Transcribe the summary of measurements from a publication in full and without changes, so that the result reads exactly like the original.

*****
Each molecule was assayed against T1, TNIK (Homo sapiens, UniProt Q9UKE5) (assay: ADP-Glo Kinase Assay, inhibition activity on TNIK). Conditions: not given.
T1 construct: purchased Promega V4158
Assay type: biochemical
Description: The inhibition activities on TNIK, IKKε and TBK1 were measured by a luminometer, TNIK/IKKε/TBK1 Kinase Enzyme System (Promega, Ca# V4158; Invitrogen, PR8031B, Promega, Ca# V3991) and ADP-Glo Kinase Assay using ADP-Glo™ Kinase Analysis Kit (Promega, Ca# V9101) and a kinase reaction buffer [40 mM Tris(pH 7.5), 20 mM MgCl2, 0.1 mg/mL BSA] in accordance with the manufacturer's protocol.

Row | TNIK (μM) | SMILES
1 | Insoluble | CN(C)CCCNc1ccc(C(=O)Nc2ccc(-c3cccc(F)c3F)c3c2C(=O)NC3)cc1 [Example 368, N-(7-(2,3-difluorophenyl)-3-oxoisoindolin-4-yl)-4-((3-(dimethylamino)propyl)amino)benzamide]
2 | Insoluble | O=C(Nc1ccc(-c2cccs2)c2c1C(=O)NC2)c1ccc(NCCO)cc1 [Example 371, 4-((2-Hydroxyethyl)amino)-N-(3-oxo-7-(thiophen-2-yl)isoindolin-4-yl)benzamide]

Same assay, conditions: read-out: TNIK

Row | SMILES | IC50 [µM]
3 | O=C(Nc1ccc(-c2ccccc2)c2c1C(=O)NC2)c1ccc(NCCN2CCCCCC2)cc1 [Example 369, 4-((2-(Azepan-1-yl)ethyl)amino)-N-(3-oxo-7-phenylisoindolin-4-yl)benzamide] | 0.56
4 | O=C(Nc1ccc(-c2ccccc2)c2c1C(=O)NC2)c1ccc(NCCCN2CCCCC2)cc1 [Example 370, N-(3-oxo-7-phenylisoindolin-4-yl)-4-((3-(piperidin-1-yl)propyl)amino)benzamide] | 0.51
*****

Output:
Each molecule was assayed against T1, TNIK (Homo sapiens, UniProt Q9UKE5) (assay: ADP-Glo Kinase Assay, inhibition activity on TNIK). Conditions: not given.
T1 construct: purchased Promega V4158
Assay type: biochemical
Description: The inhibition activities on TNIK, IKKε and TBK1 were measured by a luminometer, TNIK/IKKε/TBK1 Kinase Enzyme System (Promega, Ca# V4158; Invitrogen, PR8031B, Promega, Ca# V3991) and ADP-Glo Kinase Assay using ADP-Glo™ Kinase Analysis Kit (Promega, Ca# V9101) and a kinase reaction buffer [40 mM Tris(pH 7.5), 20 mM MgCl2, 0.1 mg/mL BSA] in accordance with the manufacturer's protocol.

Row | TNIK (μM) | SMILES
1 | Insoluble | CN(C)CCCNc1ccc(C(=O)Nc2ccc(-c3cccc(F)c3F)c3c2C(=O)NC3)cc1 [Example 368, N-(7-(2,3-difluorophenyl)-3-oxoisoindolin-4-yl)-4-((3-(dimethylamino)propyl)amino)benzamide]
2 | Insoluble | O=C(Nc1ccc(-c2cccs2)c2c1C(=O)NC2)c1ccc(NCCO)cc1 [Example 371, 4-((2-Hydroxyethyl)amino)-N-(3-oxo-7-(thiophen-2-yl)isoindolin-4-yl)benzamide]

Same assay, conditions: read-out: TNIK

Row | SMILES | IC50 [µM]
3 | O=C(Nc1ccc(-c2ccccc2)c2c1C(=O)NC2)c1ccc(NCCN2CCCCCC2)cc1 [Example 369, 4-((2-(Azepan-1-yl)ethyl)amino)-N-(3-oxo-7-phenylisoindolin-4-yl)benzamide] | 0.56
4 | O=C(Nc1ccc(-c2ccccc2)c2c1C(=O)NC2)c1ccc(NCCCN2CCCCC2)cc1 [Example 370, N-(3-oxo-7-phenylisoindolin-4-yl)-4-((3-(piperidin-1-yl)propyl)amino)benzamide] | 0.51